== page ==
Is the reason (as we said) because wheat takes up more nourishment; and barley cannot bear so much, but is choked with it? Or does wheat, because it is hard and ligneous, thrive better when it is softened and loosened in a moist soil; and barley at the first in a dry soil, because of its rarity? Or is the one temperament congruous and harmless to wheat, because it is hot; and the other to barley, because it is cold? Or are men afraid to sow wheat in a dry soil, because of the ants, which presently lie in wait for it; but they cannot so easily deal with barley nor carry it away, because it is a larger grain?
Why do Men use the Hair of Horses rather than of Mares for Fishing-Lines?
Is it that the males are stronger in those parts, as well as in others, than the females? Or is it that the females spoil the hair of their tails by their staling?
Why is the Sight of a Cuttle-fish a Sign of a great Storm?
Is it because all fishes of the soft kind cannot endure cold, by reason of their nakedness and tenderness? For they are covered neither with shell, skin, or scale, though within they have hard and bony parts. Hence the Greeks call them soft fish. Therefore they easily perceive a storm coming, since they are so soon affected by the cold. When the polypus gets to shore and embraces the rocks, it is a sign the wind is rising; but the cuttle-fish jumps up, to shun the cold and the trouble of the bottom of the sea; for, of all soft fishes, she is the tenderest and soonest hurt.
Why does the Polypus change Color?
Whether, as Theophrastus writes, because it is an animal by nature timorous; and therefore, being disturbed, it changes color with its spirit, as some men do, of whom it is said, an ill man ever changes color? But though this may serve as a reason for changing its color, it will not for the imitation of colors. For the polypus does so change its color, that it is of the color of every stone it comes nigh. Hence that of Pindar, Mind the color of the marine beast, and so converse cunningly in all cities; and that of Theognis:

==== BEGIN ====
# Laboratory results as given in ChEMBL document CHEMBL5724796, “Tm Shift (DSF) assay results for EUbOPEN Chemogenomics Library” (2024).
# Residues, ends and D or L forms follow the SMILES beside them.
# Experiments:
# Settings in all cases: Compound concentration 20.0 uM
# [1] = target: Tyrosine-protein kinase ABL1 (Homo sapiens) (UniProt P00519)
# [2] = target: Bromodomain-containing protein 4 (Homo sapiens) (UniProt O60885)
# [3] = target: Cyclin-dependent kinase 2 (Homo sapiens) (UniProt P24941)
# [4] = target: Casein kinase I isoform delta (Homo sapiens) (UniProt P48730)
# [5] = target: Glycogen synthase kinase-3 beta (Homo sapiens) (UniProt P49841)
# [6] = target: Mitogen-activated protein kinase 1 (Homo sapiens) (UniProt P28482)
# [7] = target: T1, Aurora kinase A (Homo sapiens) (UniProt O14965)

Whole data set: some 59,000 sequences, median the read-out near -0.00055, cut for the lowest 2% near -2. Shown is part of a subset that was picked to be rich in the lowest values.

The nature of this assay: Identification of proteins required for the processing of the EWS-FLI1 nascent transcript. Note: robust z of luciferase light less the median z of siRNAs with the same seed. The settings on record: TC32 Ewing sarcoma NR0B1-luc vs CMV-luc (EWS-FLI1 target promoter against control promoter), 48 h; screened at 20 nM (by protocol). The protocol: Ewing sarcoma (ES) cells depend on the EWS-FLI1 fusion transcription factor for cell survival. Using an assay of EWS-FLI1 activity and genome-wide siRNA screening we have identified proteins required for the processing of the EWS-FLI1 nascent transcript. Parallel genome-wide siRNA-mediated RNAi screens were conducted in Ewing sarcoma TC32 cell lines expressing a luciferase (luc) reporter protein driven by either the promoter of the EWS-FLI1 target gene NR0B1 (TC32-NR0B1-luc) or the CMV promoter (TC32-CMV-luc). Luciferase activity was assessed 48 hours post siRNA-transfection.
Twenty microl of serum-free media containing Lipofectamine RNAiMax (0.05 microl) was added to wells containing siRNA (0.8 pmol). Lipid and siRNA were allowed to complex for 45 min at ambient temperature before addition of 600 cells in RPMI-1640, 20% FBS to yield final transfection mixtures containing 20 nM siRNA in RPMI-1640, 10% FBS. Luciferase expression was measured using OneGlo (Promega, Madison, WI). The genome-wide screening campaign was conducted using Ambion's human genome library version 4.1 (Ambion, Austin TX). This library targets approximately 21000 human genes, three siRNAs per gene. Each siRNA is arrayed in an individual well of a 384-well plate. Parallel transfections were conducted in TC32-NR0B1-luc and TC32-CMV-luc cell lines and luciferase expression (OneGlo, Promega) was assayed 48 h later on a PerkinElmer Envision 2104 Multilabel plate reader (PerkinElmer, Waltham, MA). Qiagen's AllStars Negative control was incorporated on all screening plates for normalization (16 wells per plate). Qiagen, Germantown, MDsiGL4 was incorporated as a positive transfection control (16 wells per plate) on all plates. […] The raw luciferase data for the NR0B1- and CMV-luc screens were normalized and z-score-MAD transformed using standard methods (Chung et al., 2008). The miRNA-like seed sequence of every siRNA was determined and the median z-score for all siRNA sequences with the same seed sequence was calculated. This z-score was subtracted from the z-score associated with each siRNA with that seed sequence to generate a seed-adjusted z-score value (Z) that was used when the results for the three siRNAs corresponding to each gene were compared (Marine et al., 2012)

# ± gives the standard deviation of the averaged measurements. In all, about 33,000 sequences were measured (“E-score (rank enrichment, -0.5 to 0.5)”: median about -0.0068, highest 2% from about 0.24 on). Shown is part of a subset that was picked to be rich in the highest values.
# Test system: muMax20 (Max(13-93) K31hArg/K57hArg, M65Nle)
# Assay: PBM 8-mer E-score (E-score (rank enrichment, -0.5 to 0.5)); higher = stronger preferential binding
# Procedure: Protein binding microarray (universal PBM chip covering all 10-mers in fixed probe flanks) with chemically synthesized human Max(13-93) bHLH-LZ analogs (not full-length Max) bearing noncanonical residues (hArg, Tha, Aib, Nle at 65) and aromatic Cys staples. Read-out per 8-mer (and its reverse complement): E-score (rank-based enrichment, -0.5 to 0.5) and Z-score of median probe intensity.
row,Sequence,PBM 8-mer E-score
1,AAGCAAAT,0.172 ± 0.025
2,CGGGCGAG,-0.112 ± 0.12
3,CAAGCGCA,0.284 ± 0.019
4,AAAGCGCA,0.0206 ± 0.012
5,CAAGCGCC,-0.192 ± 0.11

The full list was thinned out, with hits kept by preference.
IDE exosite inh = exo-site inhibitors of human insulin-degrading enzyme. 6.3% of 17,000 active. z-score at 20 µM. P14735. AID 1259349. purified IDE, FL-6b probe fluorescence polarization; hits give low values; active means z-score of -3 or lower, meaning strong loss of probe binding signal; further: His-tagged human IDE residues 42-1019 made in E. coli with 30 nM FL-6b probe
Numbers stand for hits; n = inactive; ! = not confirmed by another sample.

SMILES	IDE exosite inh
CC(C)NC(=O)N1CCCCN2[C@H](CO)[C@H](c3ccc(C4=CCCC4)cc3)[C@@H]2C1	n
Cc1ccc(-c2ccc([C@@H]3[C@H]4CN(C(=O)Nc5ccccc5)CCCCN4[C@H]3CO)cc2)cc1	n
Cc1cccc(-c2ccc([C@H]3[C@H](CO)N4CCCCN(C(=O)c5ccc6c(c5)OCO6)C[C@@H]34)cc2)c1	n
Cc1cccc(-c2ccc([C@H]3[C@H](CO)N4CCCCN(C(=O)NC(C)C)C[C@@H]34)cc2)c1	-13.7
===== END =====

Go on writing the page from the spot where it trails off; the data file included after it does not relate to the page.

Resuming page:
And they say, that such as are excellent at craftiness and juggling have this in their eye, — that they may the better cheat them they have to deal withal, — ever to imitate the polypus. Some think the polypus can use her skin as a garment, and can put it on or off at pleasure. But if fear occasions this change in the polypus, is not something else more properly the cause? Let us consider what Empedocles says, that effluvia proceed from all things whatever. For not only animals, plants, the earth and sea, but stones, and even brass and iron, do continually send out many effluvia. For all things corrupt and smell, because there runneth always something from them, and they wear continually; insomuch that it is thought that by these effluvia come all attractions and insultations, some supposing embraces, others blows, some impulses, others circuitions. But especially about the sea rocks, when they are wet and cool by the waves (as is most likely), constantly some small particles are washed off, which do not incorporate with other bodies, but either pass by the smaller passages, or pass through the larger. Now the flesh of the polypus, as one may judge by the eye, is hollow, full of pores, and capable of effluvia. When therefore she is afraid, as her spirit changes she changes herself, and by straitening and contracting her body, she encloses the neighboring effluvia. And, as a good token of this argument, the polypus cannot imitate the color of every thing he comes near, nor the chameleon of any thing that is white; but each of these creatures is assimilated only to those things to whose effluvia it has pores proportionable.
What is the Reason, that the Tears of wild Boars are sweet, and the Tears of the Hart salt and hurtful?